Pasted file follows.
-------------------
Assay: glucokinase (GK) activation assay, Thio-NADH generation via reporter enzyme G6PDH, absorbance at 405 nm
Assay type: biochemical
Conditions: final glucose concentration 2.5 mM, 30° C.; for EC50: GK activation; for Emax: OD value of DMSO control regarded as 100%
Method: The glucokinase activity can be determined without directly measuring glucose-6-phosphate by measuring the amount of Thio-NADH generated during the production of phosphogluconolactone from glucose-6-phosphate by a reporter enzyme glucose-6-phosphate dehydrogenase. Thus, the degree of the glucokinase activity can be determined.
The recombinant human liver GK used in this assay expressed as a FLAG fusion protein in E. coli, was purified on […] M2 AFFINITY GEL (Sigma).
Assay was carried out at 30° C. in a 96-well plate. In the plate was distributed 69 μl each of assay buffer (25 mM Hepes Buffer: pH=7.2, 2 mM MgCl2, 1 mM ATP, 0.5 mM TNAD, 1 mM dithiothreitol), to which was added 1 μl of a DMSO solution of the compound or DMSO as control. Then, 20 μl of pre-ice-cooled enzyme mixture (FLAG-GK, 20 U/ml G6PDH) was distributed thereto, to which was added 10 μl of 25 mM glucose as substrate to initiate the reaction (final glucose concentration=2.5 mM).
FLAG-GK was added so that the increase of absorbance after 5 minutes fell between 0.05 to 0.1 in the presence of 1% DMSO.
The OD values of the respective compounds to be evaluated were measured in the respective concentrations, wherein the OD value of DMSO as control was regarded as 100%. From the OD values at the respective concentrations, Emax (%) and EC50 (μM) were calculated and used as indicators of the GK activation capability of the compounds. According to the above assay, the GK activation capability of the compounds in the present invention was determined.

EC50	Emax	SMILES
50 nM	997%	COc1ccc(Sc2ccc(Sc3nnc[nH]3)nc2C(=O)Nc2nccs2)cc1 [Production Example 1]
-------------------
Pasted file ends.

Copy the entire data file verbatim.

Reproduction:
Assay: glucokinase (GK) activation assay, Thio-NADH generation via reporter enzyme G6PDH, absorbance at 405 nm
Assay type: biochemical
Conditions: final glucose concentration 2.5 mM, 30° C.; for EC50: GK activation; for Emax: OD value of DMSO control regarded as 100%
Method: The glucokinase activity can be determined without directly measuring glucose-6-phosphate by measuring the amount of Thio-NADH generated during the production of phosphogluconolactone from glucose-6-phosphate by a reporter enzyme glucose-6-phosphate dehydrogenase. Thus, the degree of the glucokinase activity can be determined.
The recombinant human liver GK used in this assay expressed as a FLAG fusion protein in E. coli, was purified on […] M2 AFFINITY GEL (Sigma).
Assay was carried out at 30° C. in a 96-well plate. In the plate was distributed 69 μl each of assay buffer (25 mM Hepes Buffer: pH=7.2, 2 mM MgCl2, 1 mM ATP, 0.5 mM TNAD, 1 mM dithiothreitol), to which was added 1 μl of a DMSO solution of the compound or DMSO as control. Then, 20 μl of pre-ice-cooled enzyme mixture (FLAG-GK, 20 U/ml G6PDH) was distributed thereto, to which was added 10 μl of 25 mM glucose as substrate to initiate the reaction (final glucose concentration=2.5 mM).
FLAG-GK was added so that the increase of absorbance after 5 minutes fell between 0.05 to 0.1 in the presence of 1% DMSO.
The OD values of the respective compounds to be evaluated were measured in the respective concentrations, wherein the OD value of DMSO as control was regarded as 100%. From the OD values at the respective concentrations, Emax (%) and EC50 (μM) were calculated and used as indicators of the GK activation capability of the compounds. According to the above assay, the GK activation capability of the compounds in the present invention was determined.

EC50	Emax	SMILES
50 nM	997%	COc1ccc(Sc2ccc(Sc3nnc[nH]3)nc2C(=O)Nc2nccs2)cc1 [Production Example 1]